If racism were volleyball

This post is for white people who feel unjustly accused because they’ve been called out on something. I know how you feel, because I’ve been there too.

So you’re in the middle of a great volleyball game. Everybody’s having fun, you’re really into it. Then you step on somebody’s toe.

“Ouch!” they say. “That really hurt!”

You’re shocked. You look around at all the other players and you imagine a scarlet J (for “Jerk”) has just appeared on the front of your jersey. You gotta protect your reputation.

“I didn’t mean anything by it!” you protest. “Why are you so sensitive?”

You’re absolutely right that you weren’t a jerk for stepping on the toe. That was an accident. You were a jerk for what you said next.

Now there are a half-dozen volleyball players shaking their heads. They go back to the game slightly annoyed and it’s not so fun any more. The person whose toe got hurt thinks you’re a jerk. They were going to ask you out on a date, but they’ve changed their mind. Or worse, somebody starts arguing about whether it was your fault, and next thing you know there’s a big fight. The game’s cancelled.

It’s a bit of a contrived situation. That’s not part of your typical volleyball game. Here’s what would usually happen instead.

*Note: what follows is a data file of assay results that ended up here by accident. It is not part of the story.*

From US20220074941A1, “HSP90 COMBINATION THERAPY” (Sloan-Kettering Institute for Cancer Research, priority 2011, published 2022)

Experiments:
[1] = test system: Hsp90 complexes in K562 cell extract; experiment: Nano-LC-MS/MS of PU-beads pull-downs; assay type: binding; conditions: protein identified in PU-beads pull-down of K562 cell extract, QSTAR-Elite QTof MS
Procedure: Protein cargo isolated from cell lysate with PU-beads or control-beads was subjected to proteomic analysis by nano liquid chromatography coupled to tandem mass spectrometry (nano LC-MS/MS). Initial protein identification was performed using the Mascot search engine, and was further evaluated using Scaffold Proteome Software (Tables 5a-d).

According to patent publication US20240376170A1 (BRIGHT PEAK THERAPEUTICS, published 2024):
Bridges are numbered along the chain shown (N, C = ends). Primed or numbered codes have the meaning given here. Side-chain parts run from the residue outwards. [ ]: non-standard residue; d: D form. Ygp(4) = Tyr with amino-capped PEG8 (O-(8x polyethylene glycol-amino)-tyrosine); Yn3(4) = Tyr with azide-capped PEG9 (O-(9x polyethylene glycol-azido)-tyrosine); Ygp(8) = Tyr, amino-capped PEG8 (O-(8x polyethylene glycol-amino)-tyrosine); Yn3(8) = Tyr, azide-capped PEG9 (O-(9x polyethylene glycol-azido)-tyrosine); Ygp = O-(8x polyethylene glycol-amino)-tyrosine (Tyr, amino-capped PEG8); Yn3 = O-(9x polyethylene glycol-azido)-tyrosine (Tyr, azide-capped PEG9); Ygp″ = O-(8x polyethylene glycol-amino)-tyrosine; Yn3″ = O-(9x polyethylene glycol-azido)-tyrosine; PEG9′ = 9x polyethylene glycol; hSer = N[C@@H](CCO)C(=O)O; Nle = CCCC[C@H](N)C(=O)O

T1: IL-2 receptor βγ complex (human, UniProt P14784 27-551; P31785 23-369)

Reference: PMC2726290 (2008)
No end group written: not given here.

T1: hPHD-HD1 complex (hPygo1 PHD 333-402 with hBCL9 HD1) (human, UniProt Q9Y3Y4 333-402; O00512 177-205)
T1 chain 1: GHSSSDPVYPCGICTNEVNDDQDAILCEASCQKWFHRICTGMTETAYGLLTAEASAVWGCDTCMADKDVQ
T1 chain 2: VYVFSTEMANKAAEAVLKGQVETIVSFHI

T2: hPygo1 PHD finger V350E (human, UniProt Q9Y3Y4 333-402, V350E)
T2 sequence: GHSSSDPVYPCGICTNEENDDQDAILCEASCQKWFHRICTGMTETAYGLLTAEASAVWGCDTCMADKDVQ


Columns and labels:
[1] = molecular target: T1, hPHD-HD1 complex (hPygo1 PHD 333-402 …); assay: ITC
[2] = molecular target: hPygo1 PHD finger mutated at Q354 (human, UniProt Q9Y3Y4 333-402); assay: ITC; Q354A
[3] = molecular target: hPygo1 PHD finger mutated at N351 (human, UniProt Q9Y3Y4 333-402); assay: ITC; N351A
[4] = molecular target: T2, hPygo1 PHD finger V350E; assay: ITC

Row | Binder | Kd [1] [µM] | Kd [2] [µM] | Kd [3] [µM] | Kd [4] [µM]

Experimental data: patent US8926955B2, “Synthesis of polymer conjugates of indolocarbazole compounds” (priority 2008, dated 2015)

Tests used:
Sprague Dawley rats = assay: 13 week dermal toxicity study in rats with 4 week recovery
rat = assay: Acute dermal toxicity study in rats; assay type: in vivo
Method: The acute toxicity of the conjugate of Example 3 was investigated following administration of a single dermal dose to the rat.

“Ouch!” they say. “That really hurt!”

“I’m sorry!” you say. “You okay?”

“Yeah, I’ll be fine.” Everybody goes back to the game and has a good time. The end.

If that’s what happens when you accidentally step on somebody’s toe, how come it’s not what happens when you accidentally make a racist remark? (I’m not talking the n-word here — there are a thousand tiny slights that people of color experience, which cumulatively add up to a badly bruised toe.) The intent is about the same, the harm is about the same. The difference is in our culture. Racism is taboo. You make a racist remark, pretty soon you imagine you’re walking around with a big “R” on your shirt. You’re thinking about you, not the other person.

But there’s a simple fix. A casual “I’m sorry!” usually erases that imaginary R. And it magically helps the toe feel better, too.

How come I know all this? First, because I’ve done it both ways. I go home a lot happier if I said “I’m sorry.” And second, because I have friends who have gotten their toes stepped on, and they’ve told me what it’s like.

Questions? Comments? Thoughts?

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